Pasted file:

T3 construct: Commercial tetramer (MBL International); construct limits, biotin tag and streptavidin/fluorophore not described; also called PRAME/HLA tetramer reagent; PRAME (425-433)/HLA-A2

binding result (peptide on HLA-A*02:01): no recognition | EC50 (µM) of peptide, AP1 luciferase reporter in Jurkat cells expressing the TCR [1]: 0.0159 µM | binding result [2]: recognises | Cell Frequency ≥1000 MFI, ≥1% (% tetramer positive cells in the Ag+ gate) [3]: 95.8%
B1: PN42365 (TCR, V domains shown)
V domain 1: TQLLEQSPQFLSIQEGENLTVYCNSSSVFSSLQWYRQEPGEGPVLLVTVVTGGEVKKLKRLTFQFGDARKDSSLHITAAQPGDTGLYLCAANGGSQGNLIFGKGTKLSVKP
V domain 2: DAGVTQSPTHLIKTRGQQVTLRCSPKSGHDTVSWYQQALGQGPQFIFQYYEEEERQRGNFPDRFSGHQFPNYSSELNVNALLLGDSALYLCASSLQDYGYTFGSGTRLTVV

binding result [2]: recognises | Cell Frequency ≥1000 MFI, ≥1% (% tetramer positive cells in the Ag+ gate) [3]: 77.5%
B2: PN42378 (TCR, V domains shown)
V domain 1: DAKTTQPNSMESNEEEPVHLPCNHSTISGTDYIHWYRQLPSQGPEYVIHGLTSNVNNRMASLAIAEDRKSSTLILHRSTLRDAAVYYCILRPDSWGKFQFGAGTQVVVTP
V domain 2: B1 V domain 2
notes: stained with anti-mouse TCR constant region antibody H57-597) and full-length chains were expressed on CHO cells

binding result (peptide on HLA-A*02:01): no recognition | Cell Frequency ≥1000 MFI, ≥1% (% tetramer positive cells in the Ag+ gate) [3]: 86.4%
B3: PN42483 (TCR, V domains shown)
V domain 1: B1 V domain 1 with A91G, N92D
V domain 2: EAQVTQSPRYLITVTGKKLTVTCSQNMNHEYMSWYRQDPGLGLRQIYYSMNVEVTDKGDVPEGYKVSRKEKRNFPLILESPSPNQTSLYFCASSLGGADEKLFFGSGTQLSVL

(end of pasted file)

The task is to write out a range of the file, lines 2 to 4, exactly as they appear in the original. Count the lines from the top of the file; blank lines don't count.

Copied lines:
binding result (peptide on HLA-A*02:01): no recognition | EC50 (µM) of peptide, AP1 luciferase reporter in Jurkat cells expressing the TCR [1]: 0.0159 µM | binding result [2]: recognises | Cell Frequency ≥1000 MFI, ≥1% (% tetramer positive cells in the Ag+ gate) [3]: 95.8%
B1: PN42365 (TCR, V domains shown)
V domain 1: TQLLEQSPQFLSIQEGENLTVYCNSSSVFSSLQWYRQEPGEGPVLLVTVVTGGEVKKLKRLTFQFGDARKDSSLHITAAQPGDTGLYLCAANGGSQGNLIFGKGTKLSVKP